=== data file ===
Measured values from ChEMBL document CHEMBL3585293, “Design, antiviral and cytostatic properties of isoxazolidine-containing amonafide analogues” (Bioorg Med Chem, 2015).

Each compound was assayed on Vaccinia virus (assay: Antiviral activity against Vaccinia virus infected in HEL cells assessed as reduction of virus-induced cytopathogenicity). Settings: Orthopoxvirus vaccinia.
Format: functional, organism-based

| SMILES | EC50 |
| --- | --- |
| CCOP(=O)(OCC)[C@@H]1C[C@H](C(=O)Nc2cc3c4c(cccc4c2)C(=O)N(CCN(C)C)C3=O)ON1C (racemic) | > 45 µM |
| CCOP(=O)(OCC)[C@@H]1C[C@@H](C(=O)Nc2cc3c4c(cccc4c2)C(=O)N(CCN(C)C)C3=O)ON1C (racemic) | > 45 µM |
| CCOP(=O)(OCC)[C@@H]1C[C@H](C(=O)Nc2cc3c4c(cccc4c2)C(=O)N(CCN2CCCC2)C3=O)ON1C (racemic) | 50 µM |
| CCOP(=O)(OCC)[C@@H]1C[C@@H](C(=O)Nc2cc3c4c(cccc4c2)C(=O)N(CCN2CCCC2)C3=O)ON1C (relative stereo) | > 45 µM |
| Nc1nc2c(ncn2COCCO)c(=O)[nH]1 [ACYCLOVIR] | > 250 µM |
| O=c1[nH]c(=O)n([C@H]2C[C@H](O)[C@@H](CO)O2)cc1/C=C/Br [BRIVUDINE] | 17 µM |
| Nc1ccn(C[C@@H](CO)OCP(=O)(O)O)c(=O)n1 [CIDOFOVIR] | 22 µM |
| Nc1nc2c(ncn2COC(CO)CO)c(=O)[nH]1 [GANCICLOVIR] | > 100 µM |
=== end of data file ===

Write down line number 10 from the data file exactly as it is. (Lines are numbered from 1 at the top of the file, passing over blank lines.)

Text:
| Nc1nc2c(ncn2COCCO)c(=O)[nH]1 [ACYCLOVIR] | > 250 µM |